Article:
Rebellion of Antioch (1104–1140) Edit
During the time of the First Crusade, the Byzantines were able to utilize, to some extent, Norman mercenaries to defeat the Seljuk Turks in numerous battles. These Norman mercenaries were instrumental in the capture of multiple cities. It is speculated that, in exchange for an oath of loyalty, Alexios promised land around the city of Antioch to Bohemond in order to create a buffer vassal state and simultaneously keep Bohemond away from Italy. However, when Antioch fell the Normans refused to hand it over, although in time Byzantine domination was established. Out of fear that this signaled Byzantine intentions to reconquer southern Italy and remove his suzerainty over the Normans, Pope Innocent II declared the emperor an excommunicate, and threatened any Latin Christian who served in his army with the same consequence. With the death of John Comnenus the Norman Principality of Antioch rebelled once again, invading Cilicia (which would also rebel, and sacking much of Cyprus. The quick and energetic response of Manuel Komnenus allowed the Byzantines to extract an even more favorable modus vivendi with Antioch (in 1145 being forced to provide Byzantium with a contingent of troops and allow a Byzantine garrison in the city). However, the city was given guarantees of protection against Turkic attack and Nur ad-Din Zangi abstained from attacking the northern parts of the Crusader states as a result.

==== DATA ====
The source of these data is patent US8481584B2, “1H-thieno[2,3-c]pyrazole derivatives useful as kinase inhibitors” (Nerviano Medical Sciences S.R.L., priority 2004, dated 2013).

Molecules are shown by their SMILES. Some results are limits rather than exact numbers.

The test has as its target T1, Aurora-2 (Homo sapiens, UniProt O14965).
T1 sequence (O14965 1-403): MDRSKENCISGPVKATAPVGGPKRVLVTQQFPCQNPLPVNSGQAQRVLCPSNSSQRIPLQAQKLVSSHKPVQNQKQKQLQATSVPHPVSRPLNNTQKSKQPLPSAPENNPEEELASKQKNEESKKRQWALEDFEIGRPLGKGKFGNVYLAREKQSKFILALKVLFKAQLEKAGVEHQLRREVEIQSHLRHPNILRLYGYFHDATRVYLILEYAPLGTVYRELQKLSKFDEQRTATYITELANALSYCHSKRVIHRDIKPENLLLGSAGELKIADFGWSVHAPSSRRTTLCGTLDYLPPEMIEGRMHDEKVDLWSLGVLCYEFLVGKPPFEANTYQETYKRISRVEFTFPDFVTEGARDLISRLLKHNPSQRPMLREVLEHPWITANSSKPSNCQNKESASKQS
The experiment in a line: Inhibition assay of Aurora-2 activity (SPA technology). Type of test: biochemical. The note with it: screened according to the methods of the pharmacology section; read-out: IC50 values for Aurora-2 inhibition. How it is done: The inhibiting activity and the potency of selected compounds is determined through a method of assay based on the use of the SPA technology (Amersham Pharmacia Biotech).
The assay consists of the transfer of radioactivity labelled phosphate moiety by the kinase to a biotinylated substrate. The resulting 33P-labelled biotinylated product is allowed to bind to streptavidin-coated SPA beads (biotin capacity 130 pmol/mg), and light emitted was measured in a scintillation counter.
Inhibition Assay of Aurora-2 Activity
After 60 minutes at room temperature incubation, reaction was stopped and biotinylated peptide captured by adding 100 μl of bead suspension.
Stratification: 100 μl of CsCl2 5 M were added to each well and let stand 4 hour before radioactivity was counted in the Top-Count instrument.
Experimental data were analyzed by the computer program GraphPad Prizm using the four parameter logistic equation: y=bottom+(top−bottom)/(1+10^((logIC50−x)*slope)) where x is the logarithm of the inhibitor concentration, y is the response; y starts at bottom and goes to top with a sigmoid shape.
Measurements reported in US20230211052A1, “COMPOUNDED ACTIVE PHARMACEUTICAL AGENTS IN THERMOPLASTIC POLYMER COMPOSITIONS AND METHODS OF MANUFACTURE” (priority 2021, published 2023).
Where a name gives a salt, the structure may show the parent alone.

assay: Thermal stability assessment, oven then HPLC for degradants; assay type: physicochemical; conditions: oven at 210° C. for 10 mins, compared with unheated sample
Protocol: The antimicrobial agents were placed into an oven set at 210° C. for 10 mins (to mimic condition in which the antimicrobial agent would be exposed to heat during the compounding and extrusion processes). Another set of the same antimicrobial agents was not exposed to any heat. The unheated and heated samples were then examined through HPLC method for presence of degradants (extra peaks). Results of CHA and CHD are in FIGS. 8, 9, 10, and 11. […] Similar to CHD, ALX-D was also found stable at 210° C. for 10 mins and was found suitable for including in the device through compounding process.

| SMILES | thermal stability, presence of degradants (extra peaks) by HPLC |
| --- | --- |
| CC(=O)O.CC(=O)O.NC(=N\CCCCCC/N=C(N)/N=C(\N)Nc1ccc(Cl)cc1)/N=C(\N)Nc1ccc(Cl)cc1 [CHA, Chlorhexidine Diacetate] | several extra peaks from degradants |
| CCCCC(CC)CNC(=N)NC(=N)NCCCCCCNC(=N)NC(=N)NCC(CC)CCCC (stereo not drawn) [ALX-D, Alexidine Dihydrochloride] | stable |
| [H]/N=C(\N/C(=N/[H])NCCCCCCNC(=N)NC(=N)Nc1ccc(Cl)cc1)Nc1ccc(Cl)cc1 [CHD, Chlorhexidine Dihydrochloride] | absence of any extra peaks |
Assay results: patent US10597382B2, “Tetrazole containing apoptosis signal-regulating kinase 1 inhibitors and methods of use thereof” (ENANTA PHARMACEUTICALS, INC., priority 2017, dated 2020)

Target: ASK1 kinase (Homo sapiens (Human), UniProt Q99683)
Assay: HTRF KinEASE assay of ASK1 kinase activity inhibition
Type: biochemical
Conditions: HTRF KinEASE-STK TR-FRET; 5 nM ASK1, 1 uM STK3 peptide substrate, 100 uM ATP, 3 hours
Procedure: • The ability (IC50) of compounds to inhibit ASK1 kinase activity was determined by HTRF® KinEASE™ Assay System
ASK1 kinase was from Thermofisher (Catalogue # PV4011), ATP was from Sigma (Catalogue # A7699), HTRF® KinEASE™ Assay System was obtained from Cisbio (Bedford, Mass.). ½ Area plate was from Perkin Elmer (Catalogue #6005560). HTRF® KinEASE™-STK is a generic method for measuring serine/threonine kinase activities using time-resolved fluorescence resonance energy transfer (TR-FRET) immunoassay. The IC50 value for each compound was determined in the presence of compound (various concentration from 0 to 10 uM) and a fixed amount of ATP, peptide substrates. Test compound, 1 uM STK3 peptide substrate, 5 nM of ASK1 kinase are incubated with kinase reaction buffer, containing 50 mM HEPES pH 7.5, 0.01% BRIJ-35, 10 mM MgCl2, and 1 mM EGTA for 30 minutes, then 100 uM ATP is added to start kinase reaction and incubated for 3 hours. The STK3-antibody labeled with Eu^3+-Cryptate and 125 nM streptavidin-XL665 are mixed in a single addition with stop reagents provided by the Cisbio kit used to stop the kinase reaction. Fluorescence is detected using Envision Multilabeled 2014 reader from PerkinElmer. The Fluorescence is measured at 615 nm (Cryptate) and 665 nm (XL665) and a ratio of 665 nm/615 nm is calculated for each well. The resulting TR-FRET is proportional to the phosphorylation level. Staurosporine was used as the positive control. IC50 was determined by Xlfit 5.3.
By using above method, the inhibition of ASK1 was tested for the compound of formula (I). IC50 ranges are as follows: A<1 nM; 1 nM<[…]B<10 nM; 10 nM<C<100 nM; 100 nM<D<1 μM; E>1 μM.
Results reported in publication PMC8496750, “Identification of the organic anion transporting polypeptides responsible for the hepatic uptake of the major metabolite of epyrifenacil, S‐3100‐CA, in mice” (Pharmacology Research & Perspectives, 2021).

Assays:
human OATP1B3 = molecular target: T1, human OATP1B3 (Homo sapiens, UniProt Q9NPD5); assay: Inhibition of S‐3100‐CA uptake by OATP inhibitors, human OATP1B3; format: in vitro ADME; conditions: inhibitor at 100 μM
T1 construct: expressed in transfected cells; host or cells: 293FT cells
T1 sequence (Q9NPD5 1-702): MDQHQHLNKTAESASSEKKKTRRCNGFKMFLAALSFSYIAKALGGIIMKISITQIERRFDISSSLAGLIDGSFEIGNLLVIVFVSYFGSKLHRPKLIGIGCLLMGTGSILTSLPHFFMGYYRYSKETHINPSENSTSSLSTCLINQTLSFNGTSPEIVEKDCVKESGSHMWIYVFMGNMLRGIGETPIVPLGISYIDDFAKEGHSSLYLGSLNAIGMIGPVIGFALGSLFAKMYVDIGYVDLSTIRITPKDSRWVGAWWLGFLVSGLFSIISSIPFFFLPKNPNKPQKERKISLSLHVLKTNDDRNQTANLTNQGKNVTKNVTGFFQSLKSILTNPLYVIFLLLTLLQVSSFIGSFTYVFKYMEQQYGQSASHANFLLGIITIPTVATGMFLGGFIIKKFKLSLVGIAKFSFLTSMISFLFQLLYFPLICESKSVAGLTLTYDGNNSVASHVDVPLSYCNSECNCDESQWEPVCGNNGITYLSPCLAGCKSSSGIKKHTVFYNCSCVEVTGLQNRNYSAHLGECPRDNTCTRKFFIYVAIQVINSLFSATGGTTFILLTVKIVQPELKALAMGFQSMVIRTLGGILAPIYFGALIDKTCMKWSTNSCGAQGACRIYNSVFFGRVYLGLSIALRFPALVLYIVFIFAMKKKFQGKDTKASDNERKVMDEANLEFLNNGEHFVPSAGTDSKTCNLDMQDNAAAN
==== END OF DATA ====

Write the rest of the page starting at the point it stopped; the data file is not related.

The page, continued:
Second Norman invasion of the Balkans (1147–1149) Edit
In 1147 the Byzantine empire under Manuel I Comnenus was faced with war by Roger II of Sicily, whose fleet had captured the Byzantine island of Corfu and plundered Thebes and Corinth. However, despite being distracted by a Cuman attack in the Balkans, in 1148 Manuel enlisted the alliance of Conrad III of Germany, and the help of the Venetians, who quickly defeated Roger with their powerful fleet. In ca.1148, the political situation in the Balkans was divided by two sides, one being the alliance of the Byzantines and Venice, the other the Normans and Hungarians. The Normans were sure of the danger that the battlefield would move from the Balkans to their area in Italy. The Serbs, Hungarians and Normans exchanged envoys, being in the interest of the Normans to stop Manuel's plans to recover Italy. In 1149, Manuel recovered Corfu and prepared to take the offensive against the Normans, while Roger II sent George of Antioch with a fleet of 40 ships to pillage Constantinople's suburbs. Manuel had already agreed with Conrad on a joint invasion and partition of southern Italy and Sicily. The renewal of the German alliance remained the principal orientation of Manuel's foreign policy for the rest of his reign, despite the gradual divergence of interests between the two empires after Conrad's death. However, while Manuel was in Valona planning the offensive across the Adriatic, the Serbs revolted, posing a danger to the Byzantine Adriatic bases.